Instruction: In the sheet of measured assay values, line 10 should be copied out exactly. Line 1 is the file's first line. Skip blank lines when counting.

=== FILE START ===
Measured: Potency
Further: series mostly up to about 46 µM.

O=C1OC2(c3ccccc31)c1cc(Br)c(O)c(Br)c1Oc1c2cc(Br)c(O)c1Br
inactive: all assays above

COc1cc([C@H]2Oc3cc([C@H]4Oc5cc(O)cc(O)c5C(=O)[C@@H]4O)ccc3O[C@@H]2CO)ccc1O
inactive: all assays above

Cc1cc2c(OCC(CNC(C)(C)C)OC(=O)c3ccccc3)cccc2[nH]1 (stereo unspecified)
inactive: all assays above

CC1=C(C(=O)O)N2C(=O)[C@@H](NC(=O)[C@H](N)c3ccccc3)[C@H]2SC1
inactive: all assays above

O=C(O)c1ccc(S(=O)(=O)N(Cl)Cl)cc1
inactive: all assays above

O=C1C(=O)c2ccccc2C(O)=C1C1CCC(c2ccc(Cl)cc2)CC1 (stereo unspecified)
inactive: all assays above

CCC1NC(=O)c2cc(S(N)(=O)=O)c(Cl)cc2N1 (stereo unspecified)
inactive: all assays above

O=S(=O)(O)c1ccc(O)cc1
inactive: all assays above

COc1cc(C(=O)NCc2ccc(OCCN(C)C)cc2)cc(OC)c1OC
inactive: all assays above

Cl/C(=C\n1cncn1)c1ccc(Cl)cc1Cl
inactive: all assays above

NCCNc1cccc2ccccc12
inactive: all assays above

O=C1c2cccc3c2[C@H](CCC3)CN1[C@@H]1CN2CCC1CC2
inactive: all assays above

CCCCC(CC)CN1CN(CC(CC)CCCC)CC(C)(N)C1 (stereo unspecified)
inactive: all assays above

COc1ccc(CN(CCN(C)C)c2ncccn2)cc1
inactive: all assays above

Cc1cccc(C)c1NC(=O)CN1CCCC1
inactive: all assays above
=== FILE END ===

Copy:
inactive: all assays above